3. I sing the song one part at a time, and the children echo. Then we all sing together.

4. Your students may have more ideas for what they see in different seasons. Create a list and make your own song.

You can find this song at iTunes and ETJbookservice.

My second album is filled with many happy songs that have grown in my young learner classroom. Songs link to classroom content. Children can dance like falling leaves, bloom like a spring flower, move through the butterfly life cycle . . . . you’ll find LOTS of fun and magic in this album.

Jump Jump Everyone

Happy teaching!

Kathy Kampa

Kathy's bio photo

Kathy Kampa is a passionate educator of young learners. She seeks to nurture children’s imaginations and spark creativity through fun and engaging activities. Kathy believes that music and movement should be a part of every young child’s learning.

Kathy is the co-author of Magic Time, Everybody Up, and Oxford Discover (published by Oxford University Press). She has been teaching young learners in Tokyo, Japan for 30 years. Kathy is also active as a teacher trainer, inspiring teachers around the world.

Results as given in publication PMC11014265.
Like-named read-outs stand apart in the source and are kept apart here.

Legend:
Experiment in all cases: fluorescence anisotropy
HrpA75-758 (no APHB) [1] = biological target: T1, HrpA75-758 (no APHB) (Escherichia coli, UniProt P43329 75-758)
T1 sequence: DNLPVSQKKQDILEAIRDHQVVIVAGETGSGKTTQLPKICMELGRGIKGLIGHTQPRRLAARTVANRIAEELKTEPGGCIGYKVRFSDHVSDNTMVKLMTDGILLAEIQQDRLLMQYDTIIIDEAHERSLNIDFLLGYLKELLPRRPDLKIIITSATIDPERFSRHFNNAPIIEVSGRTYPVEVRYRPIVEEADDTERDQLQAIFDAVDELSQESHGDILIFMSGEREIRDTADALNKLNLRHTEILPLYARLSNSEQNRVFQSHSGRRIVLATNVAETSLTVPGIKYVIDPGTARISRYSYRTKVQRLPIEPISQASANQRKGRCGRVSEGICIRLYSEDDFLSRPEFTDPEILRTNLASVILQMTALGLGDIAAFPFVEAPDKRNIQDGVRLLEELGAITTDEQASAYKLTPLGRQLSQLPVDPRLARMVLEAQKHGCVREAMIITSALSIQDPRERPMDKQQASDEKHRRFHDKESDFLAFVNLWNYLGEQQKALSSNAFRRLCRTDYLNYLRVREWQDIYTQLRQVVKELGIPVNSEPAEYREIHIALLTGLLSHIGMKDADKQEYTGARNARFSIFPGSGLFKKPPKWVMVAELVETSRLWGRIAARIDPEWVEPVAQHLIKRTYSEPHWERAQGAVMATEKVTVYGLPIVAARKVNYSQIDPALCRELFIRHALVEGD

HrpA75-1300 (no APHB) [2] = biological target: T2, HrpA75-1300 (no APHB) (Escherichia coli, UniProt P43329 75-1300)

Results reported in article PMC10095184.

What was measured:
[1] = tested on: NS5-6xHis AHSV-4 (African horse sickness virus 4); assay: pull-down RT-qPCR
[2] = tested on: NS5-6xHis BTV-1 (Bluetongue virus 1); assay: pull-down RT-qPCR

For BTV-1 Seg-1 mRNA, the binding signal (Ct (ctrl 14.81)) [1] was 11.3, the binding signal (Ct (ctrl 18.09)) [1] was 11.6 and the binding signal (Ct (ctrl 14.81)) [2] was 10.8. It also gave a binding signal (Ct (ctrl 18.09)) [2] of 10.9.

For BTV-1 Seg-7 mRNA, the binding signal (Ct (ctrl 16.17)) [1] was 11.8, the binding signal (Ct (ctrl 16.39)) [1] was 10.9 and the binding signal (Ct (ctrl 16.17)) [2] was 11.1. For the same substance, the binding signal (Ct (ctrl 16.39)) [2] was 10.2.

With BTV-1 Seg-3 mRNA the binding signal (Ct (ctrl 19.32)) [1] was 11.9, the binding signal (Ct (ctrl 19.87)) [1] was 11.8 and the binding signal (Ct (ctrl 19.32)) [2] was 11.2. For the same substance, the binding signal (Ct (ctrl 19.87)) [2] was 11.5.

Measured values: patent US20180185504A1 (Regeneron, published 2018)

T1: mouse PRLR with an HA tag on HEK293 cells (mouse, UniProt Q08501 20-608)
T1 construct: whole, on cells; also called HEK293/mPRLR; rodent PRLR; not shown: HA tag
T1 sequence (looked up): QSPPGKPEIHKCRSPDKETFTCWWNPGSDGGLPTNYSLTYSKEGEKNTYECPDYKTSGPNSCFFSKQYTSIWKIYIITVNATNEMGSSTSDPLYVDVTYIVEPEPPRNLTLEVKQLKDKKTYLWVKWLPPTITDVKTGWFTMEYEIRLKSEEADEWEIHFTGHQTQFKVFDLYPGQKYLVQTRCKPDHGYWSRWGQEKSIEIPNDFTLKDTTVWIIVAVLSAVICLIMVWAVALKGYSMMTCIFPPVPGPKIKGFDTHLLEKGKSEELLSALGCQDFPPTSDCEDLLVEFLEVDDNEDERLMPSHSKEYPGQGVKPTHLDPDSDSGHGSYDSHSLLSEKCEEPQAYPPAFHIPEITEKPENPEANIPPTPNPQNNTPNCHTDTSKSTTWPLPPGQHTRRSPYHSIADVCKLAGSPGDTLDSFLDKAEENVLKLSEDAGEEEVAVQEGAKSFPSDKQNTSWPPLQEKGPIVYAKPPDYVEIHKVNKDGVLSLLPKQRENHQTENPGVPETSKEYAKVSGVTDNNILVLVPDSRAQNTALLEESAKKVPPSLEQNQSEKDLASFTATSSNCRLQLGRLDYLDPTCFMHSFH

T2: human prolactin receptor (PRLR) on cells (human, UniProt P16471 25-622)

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The Flower Poem

%22The Rose%22 by Gualberto107

“The Rose” courtesy of Gualberto107 / FreeDigitalPhotos.net

If you sing the Autumn Leaves song with scarves (see the blog post below this one), you might like to finish up with this poem about a flower. I first show my students a picture of a flower with leaves. I then use 27-inch hemmed scarves from West Music.com (item #540053). These scarves expand beautifully for this poem. However, you can use other scarves as well.

To begin, scrunch up the scarf in your hands, so that it can’t be seen.

Flower Poem (with scarves)

adapted by K. Kampa

Here’s a leaf, and here’s a leaf.

(Pretend that your thumbs are leaves. Wiggle one thumb, then the other.)

Count them. 1-2.

(When you count 1-2, move your thumbs up and to the side.)

Here’s a bud.

(Open your hands slightly to reveal the scrunched up scarf.)

Here’s a flower,

(Open your hands a little more.)

blooming just for you.

(Open your hands and let the scarf ‘bloom’ like a flower.)

 Here’s a video to show you how you might do it (click on the arrows in the lower right corner of the screen to see the full picture):